Meanwhile, a scholar from the Culture is engaged in the more orthodoxly Banksian activity of observing an alien species in its native habitat. Uagen Zlepe is a guest in an airsphere, studying the bizarre routines of the massive floating behemothaurs that glide through its cerulean wilderness. But his discovery of the novel's underlying conspiracy, achieved in sequences of astonishing narrative brio, leads him away from passive academicism, and his departure -- sinister and sudden -- signals a shift to a behemothaur's viewpoint, by which the Culture once again is judged, from the cool distance of immortality. This is one of Banks' remarkable Stapledonian moments, a chill Olympian interlude echoing the famous conclusion of Excession. In the end, the Culture is only another civilization, another step in an infinite social evolution -- with guilt it must expiate alongside its fleeting utopian glory.

Look To Windward may be the final Culture novel; it certainly reads like the end of the current sequence, the last piece of Banks' perspectival puzzle. In any event, it is one of Banks' finest novels, mature, considered, horrifying and hilarious by turns. Its episodes of social comedy are brilliantly observed, like Wodehouse on interstellar overdrive; its sequences of action and intrigue are as intense and polished as those in the magnificent Inversions; and its conclusion is perfectly paced, a keen indictment and sweeping celebration of the Culture all at once. This fine rhetorical balance marks Look To Windward as one of the most significant SF novels of the year.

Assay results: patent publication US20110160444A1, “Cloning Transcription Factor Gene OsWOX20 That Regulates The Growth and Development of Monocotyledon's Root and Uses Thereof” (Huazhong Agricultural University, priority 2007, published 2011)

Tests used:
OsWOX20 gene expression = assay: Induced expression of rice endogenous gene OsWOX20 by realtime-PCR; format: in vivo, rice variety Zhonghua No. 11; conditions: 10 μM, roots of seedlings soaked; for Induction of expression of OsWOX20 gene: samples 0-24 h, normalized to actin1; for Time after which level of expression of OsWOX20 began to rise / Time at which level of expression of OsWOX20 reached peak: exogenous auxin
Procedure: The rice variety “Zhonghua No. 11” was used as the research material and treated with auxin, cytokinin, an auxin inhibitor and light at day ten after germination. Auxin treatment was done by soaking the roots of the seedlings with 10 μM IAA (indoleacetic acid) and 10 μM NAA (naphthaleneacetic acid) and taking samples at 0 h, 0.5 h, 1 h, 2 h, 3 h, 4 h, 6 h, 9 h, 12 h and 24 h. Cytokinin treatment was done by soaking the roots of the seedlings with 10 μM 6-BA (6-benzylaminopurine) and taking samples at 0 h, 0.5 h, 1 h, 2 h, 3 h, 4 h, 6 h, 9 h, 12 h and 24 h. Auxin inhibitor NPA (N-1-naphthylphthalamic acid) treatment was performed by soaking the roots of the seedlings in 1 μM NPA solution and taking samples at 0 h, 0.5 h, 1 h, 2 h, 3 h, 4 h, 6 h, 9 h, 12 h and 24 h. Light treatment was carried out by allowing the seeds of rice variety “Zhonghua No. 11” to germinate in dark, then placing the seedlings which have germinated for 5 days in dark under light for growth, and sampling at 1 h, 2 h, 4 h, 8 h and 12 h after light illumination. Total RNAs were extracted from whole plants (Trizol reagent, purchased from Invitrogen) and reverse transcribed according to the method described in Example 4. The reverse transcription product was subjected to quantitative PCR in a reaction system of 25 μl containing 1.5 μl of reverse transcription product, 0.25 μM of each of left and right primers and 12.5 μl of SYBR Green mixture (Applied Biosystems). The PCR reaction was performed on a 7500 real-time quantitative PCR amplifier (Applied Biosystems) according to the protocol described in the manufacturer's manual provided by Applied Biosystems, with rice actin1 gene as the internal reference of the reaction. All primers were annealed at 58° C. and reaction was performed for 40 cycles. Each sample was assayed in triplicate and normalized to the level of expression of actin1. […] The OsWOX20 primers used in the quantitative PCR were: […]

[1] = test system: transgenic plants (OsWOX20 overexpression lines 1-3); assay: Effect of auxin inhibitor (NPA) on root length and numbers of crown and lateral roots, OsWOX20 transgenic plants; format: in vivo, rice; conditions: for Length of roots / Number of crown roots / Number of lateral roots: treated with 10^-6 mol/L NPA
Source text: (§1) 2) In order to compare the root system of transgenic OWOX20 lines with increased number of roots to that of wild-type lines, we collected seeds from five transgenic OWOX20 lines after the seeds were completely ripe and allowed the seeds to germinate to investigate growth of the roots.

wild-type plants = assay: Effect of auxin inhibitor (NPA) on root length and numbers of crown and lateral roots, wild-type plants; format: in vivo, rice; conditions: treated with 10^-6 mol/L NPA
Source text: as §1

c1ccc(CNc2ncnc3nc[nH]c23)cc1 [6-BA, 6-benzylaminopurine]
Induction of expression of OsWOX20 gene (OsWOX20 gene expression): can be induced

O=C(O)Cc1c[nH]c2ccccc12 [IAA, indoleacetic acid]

Copyright © 2000 Nick Gevers

Since completing a Ph.D. on uses of history in SF, Nick Gevers has become a moderately prolific reviewer and interviewer in the field of speculative fiction. He has published in INTERZONE, NOVA EXPRESS, the NEW YORK REVIEW OF SF, and GALAXIES; much of his work is available at INFINITY PLUS, of which he is Associate Editor. He lives in Cape Town, South Africa.